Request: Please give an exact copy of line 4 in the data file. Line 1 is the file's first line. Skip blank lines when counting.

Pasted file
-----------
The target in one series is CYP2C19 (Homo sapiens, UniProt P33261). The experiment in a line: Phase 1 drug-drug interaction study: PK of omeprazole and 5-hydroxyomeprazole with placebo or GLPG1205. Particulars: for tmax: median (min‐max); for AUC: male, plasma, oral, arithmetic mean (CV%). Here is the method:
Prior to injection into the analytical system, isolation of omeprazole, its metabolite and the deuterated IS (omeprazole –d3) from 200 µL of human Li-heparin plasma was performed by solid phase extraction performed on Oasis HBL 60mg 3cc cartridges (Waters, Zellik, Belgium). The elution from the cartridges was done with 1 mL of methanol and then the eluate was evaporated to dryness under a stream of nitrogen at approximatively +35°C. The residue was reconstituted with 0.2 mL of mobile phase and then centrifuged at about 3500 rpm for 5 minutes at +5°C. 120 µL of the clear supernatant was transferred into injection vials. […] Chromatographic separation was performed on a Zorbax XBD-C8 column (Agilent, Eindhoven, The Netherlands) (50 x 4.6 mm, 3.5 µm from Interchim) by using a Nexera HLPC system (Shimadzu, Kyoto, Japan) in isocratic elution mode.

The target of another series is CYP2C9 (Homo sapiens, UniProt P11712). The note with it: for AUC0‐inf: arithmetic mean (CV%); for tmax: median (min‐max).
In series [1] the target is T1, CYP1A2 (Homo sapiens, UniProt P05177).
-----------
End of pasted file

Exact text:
In series [1] the target is T1, CYP1A2 (Homo sapiens, UniProt P05177).